Friday poem III

27 11 2009

I was sorting through a couple of different poems, trying to decide which one, today.

The one from the collection published when the poet was very old? The one from the poet whose work I’d long distrusted, but felt this one tugging at me?

Then I came across this one, by Jean Valentine. I clipped it years ago from The New Yorker. I used to to do that, clip poems from magazines I owned. Perhaps I should start again.

Osip Mandelstam was one of Russia’s great poets, his life ended, like so many others, in Stalin’s Gulag. He was arrested, imprisoned, tortured, exiled, arrested again, and sentenced to five years in a labor camp. According to one account, he died of ‘starvation and madness.’

His poems, in translations, are sublime, but I have heard that Russian poems don’t translate particularly well. If I were a better person I’d learn Russian just to read Mandelstam and Akhmatova in the original.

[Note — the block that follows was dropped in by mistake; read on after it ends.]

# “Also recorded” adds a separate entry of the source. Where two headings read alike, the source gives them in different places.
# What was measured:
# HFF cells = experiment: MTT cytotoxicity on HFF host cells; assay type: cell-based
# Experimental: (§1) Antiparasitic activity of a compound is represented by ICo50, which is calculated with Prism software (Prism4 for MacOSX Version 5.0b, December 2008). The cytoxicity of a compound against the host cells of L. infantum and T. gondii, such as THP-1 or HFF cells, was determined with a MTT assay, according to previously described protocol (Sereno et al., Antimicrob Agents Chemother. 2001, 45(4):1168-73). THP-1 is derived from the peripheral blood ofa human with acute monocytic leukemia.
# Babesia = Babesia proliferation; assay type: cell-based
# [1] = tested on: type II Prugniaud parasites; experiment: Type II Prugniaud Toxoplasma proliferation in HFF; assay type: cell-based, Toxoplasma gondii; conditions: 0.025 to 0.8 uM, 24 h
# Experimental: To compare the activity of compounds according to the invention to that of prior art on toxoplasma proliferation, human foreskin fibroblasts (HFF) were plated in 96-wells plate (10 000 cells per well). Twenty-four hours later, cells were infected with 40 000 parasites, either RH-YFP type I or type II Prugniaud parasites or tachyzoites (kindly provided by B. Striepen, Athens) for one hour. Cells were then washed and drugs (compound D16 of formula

Why this poem? This is why poems are written. This is why poems are read.

Tell Me, What Is The Soul
(Osip Mandelstam)

There is a prison room,
the floor cement,
in the middle of the room
a black pool full of black water.
It leads to an invisible canal.
Plunder is the pool. Plunder is the canal.

By the wall,
by a fire,
he was reciting, in his yellow leather coat,
the thieves were listening, they offered him
bread and the canned stuff,
which he took. . .